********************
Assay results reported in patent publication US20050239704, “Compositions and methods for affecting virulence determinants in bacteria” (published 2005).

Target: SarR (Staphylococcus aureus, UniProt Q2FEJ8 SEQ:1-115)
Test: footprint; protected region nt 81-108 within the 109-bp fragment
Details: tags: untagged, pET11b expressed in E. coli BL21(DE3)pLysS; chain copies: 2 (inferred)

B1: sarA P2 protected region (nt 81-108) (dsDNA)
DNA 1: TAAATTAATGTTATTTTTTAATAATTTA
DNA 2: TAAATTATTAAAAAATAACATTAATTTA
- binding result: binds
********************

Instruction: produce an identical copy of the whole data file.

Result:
Assay results reported in patent publication US20050239704, “Compositions and methods for affecting virulence determinants in bacteria” (published 2005).

Target: SarR (Staphylococcus aureus, UniProt Q2FEJ8 SEQ:1-115)
Test: footprint; protected region nt 81-108 within the 109-bp fragment
Details: tags: untagged, pET11b expressed in E. coli BL21(DE3)pLysS; chain copies: 2 (inferred)

B1: sarA P2 protected region (nt 81-108) (dsDNA)
DNA 1: TAAATTAATGTTATTTTTTAATAATTTA
DNA 2: TAAATTATTAAAAAATAACATTAATTTA
- binding result: binds